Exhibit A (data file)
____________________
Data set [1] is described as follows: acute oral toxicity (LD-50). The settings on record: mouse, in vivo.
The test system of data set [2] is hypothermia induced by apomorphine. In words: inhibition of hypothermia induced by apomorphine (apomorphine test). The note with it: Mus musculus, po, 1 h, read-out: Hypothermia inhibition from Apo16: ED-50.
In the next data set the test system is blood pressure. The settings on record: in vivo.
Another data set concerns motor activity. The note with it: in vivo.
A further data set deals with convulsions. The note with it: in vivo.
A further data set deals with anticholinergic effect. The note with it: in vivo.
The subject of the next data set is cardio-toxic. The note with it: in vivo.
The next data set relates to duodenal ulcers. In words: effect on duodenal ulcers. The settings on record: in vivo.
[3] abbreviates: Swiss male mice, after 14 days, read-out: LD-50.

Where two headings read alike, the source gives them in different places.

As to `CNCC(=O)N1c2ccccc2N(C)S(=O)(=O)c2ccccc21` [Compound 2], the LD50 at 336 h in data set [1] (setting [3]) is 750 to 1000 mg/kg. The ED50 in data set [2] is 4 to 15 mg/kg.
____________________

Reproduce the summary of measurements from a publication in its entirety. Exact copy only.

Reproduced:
Data set [1] is described as follows: acute oral toxicity (LD-50). The settings on record: mouse, in vivo.
The test system of data set [2] is hypothermia induced by apomorphine. In words: inhibition of hypothermia induced by apomorphine (apomorphine test). The note with it: Mus musculus, po, 1 h, read-out: Hypothermia inhibition from Apo16: ED-50.
In the next data set the test system is blood pressure. The settings on record: in vivo.
Another data set concerns motor activity. The note with it: in vivo.
A further data set deals with convulsions. The note with it: in vivo.
A further data set deals with anticholinergic effect. The note with it: in vivo.
The subject of the next data set is cardio-toxic. The note with it: in vivo.
The next data set relates to duodenal ulcers. In words: effect on duodenal ulcers. The settings on record: in vivo.
[3] abbreviates: Swiss male mice, after 14 days, read-out: LD-50.

Where two headings read alike, the source gives them in different places.

As to `CNCC(=O)N1c2ccccc2N(C)S(=O)(=O)c2ccccc21` [Compound 2], the LD50 at 336 h in data set [1] (setting [3]) is 750 to 1000 mg/kg. The ED50 in data set [2] is 4 to 15 mg/kg.